Initial assessments in Galveston County have not found widespread road damage from Hurricane Harvey, but problems caused by the extreme flooding could appear later, engineers and city officials familiar with major floods said.

Massive floods can weaken the durability of streets in the long-run, said Amit Bhasin, an associate professor of civil engineering at the University of Texas at Austin.

“It’s not something that you would see right away,” Bhasin said. “You’re looking at, perhaps, something that could shave off a couple of years of the pavement’s life.”

The effects of flooding and the post-storm influx of heavy vehicles can cause road problems long after the event, officials with the city of News Orleans, which was flooded by Hurricane Katrina, said.

Hurricane Harvey made landfall Aug. 25 in Rockport, Texas, about 200 miles south of the county. The storm traveled along the coast and dumped more than 50 inches of rain in some areas, overflowing rivers and creeks and causing destructive flooding across the region. Roads all over the county were under water for days.

Since the storm, structural engineers and city public works department crews have looked for immediate problems, including potholes, deterioration of bridges and weakened road bases, officials said.

In most places, the roads are in fairly good shape, officials said.

In League City, Friendswood and on state highways across the county, where flooding was severe, the resulting damage was manageable, officials said.

On state highways in the county, potholes were the main damage, said Danny Perez, Houston-area spokesman for the Texas Department of Transportation.

“There are very minimal impacts,” Perez said. “We’re able to get those fixed fast.”

No apparent undermining of road integrity has occurred in League City, Assistant City Manager Ogden “Bo” Bass said.

“We have found a couple of places where some marginal areas of asphalt paving and potholes have formed,” Bass said.

In Dickinson, however, damage to roads was much worse, Director of Public Works Paul Booth said.

“We have several roads that are pretty severely damaged,” Booth said. “All of the roads in Dickinson are currently passable. However, we’re starting to see some deterioration of those roads.

“We’ve got a lot of pothole issues, we’ve got some road base damage that is going to require some rebuilding.”

Many roads are asphalt structures that sit on a stone base above natural soil, Bhasin said. When flooding occurs, water gets into the natural soil and can leak into the roads, he said.

“There are three things that are extremely important for good pavement,” Bhasin said. “The three things are drainage, drainage and drainage. You don’t want water in your pavement structure, and you design it to keep it out in every possible way.”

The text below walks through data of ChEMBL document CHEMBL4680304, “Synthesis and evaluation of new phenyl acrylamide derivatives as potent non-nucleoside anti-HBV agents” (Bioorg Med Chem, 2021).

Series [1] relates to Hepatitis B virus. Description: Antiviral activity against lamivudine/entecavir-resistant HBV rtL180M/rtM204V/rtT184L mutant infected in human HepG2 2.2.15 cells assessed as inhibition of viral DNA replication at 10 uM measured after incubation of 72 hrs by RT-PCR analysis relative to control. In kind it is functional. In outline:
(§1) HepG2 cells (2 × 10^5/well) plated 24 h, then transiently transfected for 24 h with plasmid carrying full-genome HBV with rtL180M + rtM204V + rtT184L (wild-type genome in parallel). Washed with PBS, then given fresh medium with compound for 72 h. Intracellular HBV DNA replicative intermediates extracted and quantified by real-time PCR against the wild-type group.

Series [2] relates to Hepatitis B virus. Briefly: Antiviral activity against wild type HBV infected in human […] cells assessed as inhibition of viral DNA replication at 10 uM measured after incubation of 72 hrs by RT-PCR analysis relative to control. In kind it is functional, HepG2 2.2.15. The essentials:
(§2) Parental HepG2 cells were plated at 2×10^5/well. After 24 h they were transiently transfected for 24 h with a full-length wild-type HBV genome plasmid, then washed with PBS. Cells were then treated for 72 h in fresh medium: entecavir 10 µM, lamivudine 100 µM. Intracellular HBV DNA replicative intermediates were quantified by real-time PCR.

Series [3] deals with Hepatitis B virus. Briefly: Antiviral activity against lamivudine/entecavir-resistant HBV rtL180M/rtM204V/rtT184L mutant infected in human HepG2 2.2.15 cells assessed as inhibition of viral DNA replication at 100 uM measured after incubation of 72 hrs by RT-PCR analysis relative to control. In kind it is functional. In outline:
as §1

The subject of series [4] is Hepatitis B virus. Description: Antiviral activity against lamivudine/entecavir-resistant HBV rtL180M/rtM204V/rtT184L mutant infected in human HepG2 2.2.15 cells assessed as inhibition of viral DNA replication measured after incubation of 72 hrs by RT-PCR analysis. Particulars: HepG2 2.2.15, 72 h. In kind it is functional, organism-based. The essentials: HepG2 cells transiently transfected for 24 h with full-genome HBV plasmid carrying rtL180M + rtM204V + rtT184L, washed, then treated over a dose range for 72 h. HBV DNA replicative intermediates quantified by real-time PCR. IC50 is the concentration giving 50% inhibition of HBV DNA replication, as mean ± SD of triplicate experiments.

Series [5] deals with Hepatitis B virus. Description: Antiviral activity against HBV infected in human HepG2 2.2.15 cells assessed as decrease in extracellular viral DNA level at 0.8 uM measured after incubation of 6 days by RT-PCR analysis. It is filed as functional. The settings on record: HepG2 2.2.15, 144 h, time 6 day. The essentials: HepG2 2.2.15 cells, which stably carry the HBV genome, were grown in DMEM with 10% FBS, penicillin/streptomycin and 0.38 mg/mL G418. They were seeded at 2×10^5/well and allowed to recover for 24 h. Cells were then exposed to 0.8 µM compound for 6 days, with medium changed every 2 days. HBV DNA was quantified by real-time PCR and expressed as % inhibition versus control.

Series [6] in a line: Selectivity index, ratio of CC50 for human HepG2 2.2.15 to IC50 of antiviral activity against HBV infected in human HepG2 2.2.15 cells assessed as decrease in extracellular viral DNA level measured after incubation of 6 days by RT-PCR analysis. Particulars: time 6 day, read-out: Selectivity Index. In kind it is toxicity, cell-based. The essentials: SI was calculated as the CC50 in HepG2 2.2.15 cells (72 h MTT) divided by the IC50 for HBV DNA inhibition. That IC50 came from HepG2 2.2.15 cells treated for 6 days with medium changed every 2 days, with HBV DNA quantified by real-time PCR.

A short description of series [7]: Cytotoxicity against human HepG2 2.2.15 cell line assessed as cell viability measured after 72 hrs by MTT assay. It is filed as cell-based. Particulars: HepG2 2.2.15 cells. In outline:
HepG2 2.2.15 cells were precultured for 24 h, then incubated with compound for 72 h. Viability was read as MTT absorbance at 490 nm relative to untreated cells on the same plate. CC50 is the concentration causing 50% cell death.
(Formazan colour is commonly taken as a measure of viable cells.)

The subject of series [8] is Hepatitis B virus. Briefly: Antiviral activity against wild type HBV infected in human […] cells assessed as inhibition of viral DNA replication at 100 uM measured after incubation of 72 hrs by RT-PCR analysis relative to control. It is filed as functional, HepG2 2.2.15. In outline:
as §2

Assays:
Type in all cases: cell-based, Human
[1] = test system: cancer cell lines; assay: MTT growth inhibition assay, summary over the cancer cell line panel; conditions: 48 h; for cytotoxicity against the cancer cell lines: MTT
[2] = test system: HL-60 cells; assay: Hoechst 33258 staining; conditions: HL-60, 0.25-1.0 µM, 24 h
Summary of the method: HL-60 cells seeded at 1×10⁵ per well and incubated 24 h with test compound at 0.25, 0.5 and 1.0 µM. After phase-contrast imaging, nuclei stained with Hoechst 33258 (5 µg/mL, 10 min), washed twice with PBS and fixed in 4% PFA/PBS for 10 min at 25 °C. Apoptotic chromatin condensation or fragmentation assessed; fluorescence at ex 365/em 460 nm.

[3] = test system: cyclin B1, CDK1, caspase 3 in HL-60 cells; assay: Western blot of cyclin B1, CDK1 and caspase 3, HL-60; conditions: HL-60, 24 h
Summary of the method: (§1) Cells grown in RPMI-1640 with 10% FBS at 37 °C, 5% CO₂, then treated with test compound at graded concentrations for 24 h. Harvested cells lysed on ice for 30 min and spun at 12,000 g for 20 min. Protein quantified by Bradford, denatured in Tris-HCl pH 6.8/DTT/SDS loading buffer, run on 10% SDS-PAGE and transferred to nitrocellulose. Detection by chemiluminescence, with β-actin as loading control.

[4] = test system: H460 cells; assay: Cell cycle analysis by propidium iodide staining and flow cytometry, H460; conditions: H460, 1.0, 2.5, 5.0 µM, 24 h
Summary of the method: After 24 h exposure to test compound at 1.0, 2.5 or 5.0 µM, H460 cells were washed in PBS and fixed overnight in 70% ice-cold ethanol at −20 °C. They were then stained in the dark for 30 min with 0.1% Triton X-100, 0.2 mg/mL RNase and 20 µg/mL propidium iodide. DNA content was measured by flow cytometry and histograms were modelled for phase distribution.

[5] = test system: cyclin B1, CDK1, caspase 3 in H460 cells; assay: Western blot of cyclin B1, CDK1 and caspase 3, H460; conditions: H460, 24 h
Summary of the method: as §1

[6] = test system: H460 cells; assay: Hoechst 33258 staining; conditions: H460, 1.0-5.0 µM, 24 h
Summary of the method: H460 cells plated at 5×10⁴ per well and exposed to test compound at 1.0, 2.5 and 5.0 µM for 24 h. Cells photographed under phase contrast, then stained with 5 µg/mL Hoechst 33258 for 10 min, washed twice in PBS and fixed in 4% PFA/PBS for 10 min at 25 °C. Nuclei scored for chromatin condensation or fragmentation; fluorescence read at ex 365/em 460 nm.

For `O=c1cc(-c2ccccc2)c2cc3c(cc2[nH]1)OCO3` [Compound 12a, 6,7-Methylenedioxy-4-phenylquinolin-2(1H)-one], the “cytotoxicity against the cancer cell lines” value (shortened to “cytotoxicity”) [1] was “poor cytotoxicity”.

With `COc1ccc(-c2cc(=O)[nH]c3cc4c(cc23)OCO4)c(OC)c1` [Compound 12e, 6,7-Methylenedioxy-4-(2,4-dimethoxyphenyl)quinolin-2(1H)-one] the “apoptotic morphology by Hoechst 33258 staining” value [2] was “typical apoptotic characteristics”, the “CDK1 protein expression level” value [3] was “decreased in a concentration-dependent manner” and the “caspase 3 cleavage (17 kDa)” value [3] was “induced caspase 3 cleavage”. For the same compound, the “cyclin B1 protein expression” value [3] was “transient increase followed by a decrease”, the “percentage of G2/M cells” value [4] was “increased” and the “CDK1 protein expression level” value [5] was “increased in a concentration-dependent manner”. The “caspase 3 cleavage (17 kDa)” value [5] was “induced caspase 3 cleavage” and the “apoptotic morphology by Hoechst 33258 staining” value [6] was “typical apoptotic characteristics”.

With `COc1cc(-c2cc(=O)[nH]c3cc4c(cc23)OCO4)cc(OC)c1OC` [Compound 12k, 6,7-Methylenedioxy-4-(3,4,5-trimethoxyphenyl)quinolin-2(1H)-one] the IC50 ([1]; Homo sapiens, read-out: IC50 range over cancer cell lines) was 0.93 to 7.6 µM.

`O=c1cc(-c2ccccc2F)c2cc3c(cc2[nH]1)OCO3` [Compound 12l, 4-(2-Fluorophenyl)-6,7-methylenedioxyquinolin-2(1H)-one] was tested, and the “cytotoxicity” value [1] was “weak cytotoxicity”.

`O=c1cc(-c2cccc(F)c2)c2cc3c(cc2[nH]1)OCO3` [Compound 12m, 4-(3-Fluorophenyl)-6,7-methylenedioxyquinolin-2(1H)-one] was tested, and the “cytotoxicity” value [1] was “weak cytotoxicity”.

Water in road structures weakens the foundation, making it more susceptible to damage over time, Bhasin said.

“When you have a weak foundation and you drive a truck over, it’s going to deflect and deform more,” Bhasin said.

Even the increased presence of recovery effort vehicles, like trucks pulling debris off roads, can contribute to a weakened road structure, Bhasin said.

“All of those things are going to make the situation worse,” Bhasin said. “You have unusually heavy traffic when the roads are unusually weak.”

Twelve years after Hurricane Katrina, the city of New Orleans is still dealing with the effects floodwater had on its streets, said Tyronne Walker, director of communications for Mayor Mitch Landrieu.

“After millions of pounds of water saturated and stressed streets for weeks, massive heavy equipment and commercial vehicles further damaged subsurface infrastructure as part of the recovery, demolition and debris removal operations,” Walker said.

“Engineering studies have shown how this damage reduced the service level, life span and structural capacity of New Orleans’ streets and subsurface infrastructure.”

To date, New Orleans has completed 305 road projects totaling $490 million, Walker said.

Bhasin said city roads would be more likely than state roads to sustain long-term damage from flooding, because state roads are built to tighter standards.

State highways in the county don’t seem to have any deep structural damage, although the state is continuing to monitor them, Perez said. Part of that could be because the water didn’t sit on the highways for longer than five days or so, Perez said.

“A lot of our roads and freeways were impacted by water,” Perez said. “What you don’t want is for them to marinate in that for days and days.”

City officials in Friendswood, Dickinson and League City are still conducting final assessments on the status of city roads, they said.

“If the water takes a long time to leave, it’s going to keep the pavement structure in weak condition,” Bhasin said. “These kinds of things would shave off a year or two, who knows, of pavement life.”

Samantha Ketterer: 409-683-5241; or on Twitter at @sam_kett


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